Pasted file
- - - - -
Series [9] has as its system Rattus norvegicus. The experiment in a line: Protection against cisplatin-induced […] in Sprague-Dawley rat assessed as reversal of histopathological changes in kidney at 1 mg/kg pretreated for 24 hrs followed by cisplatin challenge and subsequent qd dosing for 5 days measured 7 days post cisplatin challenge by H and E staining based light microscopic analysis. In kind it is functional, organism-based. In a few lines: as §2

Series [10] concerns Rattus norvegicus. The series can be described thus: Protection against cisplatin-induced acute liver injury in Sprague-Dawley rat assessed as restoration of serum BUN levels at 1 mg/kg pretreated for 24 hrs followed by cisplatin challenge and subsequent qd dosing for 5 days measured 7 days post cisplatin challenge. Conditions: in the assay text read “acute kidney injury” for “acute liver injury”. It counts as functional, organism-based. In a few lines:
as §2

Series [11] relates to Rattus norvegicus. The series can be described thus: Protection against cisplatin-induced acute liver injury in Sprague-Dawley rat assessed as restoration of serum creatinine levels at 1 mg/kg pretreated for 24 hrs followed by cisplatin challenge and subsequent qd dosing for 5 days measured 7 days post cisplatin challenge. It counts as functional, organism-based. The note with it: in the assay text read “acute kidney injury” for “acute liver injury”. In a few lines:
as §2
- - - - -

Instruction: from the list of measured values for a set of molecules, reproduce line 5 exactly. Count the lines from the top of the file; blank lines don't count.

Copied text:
as §2